The Statue of Liberty was once more than a tourist stop: it was once a genuine beacon of freedom to millions of people around the world.
It was, too, for a long time, a universal symbol of hope and promise for immigrants coming to America.
On the inner walls of the statue there's a bronze plaque that to this day includes the following lines:
"Give me your tired, your poor,
Your huddled masses yearning to breathe free,
The wretched refuse of your teeming shore,
Send these, the homeless, tempest-tossed to me,
I lift my lamp beside the golden door!"
But nowadays, of course, the golden door has been wedged shut by people who believe liberty really means the liberty to exclude.
We are a suspicious, threatened and divided culture now and we'd really prefer it if you tired, poor, huddled masses would just stay home.
And in the minds of the main players in the Republican Party we are also now a Christian nation, in stark contradiction to the founders' original intent. Just ask Sarah Palin, Newt Gingrich, John McCain or George W Bush.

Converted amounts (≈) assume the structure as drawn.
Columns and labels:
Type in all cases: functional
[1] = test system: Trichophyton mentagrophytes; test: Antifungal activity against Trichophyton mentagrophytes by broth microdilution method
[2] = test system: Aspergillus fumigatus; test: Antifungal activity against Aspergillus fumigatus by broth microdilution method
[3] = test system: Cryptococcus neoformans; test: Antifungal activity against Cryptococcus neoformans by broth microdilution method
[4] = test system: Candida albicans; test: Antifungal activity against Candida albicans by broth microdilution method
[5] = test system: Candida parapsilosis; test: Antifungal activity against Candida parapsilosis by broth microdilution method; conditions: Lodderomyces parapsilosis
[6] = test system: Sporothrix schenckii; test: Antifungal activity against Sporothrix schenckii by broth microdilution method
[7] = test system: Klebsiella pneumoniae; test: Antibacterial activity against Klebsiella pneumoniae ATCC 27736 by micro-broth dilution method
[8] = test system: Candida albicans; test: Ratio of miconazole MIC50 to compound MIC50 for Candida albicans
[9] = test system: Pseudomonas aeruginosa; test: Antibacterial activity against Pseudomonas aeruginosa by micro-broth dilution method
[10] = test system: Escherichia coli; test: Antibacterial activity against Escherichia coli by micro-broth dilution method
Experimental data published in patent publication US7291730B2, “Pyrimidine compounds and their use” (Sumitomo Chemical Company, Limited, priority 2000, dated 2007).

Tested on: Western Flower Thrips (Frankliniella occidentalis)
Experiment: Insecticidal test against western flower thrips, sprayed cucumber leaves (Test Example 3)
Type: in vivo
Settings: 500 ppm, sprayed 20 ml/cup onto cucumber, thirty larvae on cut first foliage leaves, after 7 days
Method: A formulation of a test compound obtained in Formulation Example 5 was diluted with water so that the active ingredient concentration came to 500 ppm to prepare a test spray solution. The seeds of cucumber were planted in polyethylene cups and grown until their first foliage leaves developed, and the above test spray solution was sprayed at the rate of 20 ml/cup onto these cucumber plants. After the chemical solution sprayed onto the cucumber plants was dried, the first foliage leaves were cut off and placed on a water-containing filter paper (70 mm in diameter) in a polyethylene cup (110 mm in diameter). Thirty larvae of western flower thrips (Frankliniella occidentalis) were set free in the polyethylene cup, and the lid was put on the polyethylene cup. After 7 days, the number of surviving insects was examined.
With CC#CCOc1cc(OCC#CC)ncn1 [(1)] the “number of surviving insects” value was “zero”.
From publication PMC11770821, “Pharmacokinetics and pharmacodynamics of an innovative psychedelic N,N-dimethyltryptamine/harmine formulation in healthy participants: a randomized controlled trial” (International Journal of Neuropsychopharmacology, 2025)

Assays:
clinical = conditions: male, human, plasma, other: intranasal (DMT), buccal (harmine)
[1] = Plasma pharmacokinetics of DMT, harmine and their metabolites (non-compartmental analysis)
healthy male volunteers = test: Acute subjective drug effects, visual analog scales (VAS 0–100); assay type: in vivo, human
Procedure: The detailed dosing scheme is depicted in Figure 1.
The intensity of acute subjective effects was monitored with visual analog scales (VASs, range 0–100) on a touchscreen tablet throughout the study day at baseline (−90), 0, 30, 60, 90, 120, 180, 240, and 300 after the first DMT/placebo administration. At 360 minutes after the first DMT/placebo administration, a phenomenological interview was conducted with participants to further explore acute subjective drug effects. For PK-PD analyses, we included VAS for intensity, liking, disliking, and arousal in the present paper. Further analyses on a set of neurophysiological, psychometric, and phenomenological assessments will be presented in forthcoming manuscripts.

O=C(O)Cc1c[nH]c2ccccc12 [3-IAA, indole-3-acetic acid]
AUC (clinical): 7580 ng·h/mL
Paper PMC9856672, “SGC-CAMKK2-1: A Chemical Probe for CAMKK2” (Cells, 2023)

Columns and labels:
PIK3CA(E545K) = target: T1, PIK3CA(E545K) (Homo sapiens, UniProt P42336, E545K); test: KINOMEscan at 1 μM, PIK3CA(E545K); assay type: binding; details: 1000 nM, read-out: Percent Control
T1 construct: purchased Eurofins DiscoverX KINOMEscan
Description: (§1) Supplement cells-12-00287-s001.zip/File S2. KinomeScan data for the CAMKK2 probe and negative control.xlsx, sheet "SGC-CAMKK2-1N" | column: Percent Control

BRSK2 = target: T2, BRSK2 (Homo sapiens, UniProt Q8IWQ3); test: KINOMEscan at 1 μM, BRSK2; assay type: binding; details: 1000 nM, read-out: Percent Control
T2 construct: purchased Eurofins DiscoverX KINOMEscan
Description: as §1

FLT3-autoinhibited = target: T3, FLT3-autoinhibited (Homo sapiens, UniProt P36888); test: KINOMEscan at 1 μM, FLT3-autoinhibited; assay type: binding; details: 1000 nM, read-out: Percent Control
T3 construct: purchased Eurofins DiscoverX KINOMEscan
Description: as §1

For decades now this fake history has paved the way for an insular Christian Nationalism. It's ongoing project. It's no accident that a 2007 poll from the First Amendment Center showed that 65% of Americans now believe the founders intended the US to be a Christian nation and 55% thought the US Constitution establishes the US as a Christian nation.
So perhaps, in keeping with views of a significant number of us, we should dismantle the Statue of Liberty and build a Statue of Exclusivity. With a bible in one hand and a sword in the other, perhaps.
It would be more honest about the kind of welcome that immigrants can expect to receive these days. It would be more honest about the false narrative of Christian nationalism the GOP has been crafting for decades - and its increasing hostility to anything different from itself.
We used to like liberty in America, but nowadays we just like the liberty to exclude.